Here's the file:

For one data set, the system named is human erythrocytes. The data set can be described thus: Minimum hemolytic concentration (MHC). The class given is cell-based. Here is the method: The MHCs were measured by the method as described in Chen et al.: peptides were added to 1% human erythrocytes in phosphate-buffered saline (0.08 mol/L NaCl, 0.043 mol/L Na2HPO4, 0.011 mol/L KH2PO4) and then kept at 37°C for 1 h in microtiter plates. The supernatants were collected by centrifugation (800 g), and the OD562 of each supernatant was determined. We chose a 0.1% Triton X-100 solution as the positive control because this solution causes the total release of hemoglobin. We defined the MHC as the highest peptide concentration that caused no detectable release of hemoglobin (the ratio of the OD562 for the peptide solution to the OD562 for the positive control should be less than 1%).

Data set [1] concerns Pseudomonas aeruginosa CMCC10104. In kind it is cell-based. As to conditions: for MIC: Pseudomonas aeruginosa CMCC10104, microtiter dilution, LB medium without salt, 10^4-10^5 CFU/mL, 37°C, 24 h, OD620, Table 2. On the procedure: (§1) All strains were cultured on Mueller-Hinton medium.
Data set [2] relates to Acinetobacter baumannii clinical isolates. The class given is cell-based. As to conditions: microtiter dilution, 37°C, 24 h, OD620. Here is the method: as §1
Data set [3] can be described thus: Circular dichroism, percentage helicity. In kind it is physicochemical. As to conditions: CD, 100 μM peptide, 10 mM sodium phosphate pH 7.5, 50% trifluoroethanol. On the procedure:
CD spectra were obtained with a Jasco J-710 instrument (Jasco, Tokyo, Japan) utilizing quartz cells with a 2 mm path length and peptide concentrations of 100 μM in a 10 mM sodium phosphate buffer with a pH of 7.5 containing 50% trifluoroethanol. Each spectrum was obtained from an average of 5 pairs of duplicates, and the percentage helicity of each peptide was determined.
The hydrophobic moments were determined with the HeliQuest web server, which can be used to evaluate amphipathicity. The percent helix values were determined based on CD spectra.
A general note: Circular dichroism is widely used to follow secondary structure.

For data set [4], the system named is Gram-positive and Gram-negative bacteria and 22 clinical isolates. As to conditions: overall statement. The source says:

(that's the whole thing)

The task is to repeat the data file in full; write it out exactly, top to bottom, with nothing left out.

For one data set, the system named is human erythrocytes. The data set can be described thus: Minimum hemolytic concentration (MHC). The class given is cell-based. Here is the method: The MHCs were measured by the method as described in Chen et al.: peptides were added to 1% human erythrocytes in phosphate-buffered saline (0.08 mol/L NaCl, 0.043 mol/L Na2HPO4, 0.011 mol/L KH2PO4) and then kept at 37°C for 1 h in microtiter plates. The supernatants were collected by centrifugation (800 g), and the OD562 of each supernatant was determined. We chose a 0.1% Triton X-100 solution as the positive control because this solution causes the total release of hemoglobin. We defined the MHC as the highest peptide concentration that caused no detectable release of hemoglobin (the ratio of the OD562 for the peptide solution to the OD562 for the positive control should be less than 1%).

Data set [1] concerns Pseudomonas aeruginosa CMCC10104. In kind it is cell-based. As to conditions: for MIC: Pseudomonas aeruginosa CMCC10104, microtiter dilution, LB medium without salt, 10^4-10^5 CFU/mL, 37°C, 24 h, OD620, Table 2. On the procedure: (§1) All strains were cultured on Mueller-Hinton medium.
Data set [2] relates to Acinetobacter baumannii clinical isolates. The class given is cell-based. As to conditions: microtiter dilution, 37°C, 24 h, OD620. Here is the method: as §1
Data set [3] can be described thus: Circular dichroism, percentage helicity. In kind it is physicochemical. As to conditions: CD, 100 μM peptide, 10 mM sodium phosphate pH 7.5, 50% trifluoroethanol. On the procedure:
CD spectra were obtained with a Jasco J-710 instrument (Jasco, Tokyo, Japan) utilizing quartz cells with a 2 mm path length and peptide concentrations of 100 μM in a 10 mM sodium phosphate buffer with a pH of 7.5 containing 50% trifluoroethanol. Each spectrum was obtained from an average of 5 pairs of duplicates, and the percentage helicity of each peptide was determined.
The hydrophobic moments were determined with the HeliQuest web server, which can be used to evaluate amphipathicity. The percent helix values were determined based on CD spectra.
A general note: Circular dichroism is widely used to follow secondary structure.

For data set [4], the system named is Gram-positive and Gram-negative bacteria and 22 clinical isolates. As to conditions: overall statement. The source says: